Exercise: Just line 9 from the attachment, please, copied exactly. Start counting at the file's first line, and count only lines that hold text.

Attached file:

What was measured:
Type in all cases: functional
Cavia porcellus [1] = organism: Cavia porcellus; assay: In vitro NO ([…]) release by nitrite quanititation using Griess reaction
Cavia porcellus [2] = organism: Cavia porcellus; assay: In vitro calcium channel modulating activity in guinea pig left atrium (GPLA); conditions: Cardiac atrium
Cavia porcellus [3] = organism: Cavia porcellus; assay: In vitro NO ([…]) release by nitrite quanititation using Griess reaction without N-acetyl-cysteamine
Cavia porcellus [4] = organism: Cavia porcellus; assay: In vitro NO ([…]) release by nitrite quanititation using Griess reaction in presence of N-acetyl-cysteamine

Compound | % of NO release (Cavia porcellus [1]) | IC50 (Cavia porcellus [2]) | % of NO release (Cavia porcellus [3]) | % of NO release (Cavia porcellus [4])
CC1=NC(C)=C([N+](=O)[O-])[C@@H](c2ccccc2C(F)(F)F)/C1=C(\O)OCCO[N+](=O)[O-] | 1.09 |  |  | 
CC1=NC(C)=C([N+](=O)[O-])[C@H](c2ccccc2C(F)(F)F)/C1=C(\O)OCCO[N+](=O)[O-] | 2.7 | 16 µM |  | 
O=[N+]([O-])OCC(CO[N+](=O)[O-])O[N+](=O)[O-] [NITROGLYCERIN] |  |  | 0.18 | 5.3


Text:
CC1=NC(C)=C([N+](=O)[O-])[C@H](c2ccccc2C(F)(F)F)/C1=C(\O)OCCO[N+](=O)[O-] | 2.7 | 16 µM |  | 